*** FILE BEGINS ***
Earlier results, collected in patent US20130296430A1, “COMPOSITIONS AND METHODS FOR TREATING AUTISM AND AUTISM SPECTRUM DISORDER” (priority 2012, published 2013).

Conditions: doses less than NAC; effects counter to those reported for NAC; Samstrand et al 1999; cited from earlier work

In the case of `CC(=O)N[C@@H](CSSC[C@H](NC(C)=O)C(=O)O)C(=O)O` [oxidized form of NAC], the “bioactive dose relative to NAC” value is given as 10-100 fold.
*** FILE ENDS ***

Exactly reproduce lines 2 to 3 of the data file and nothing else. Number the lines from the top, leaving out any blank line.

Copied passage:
Conditions: doses less than NAC; effects counter to those reported for NAC; Samstrand et al 1999; cited from earlier work

In the case of `CC(=O)N[C@@H](CSSC[C@H](NC(C)=O)C(=O)O)C(=O)O` [oxidized form of NAC], the “bioactive dose relative to NAC” value is given as 10-100 fold.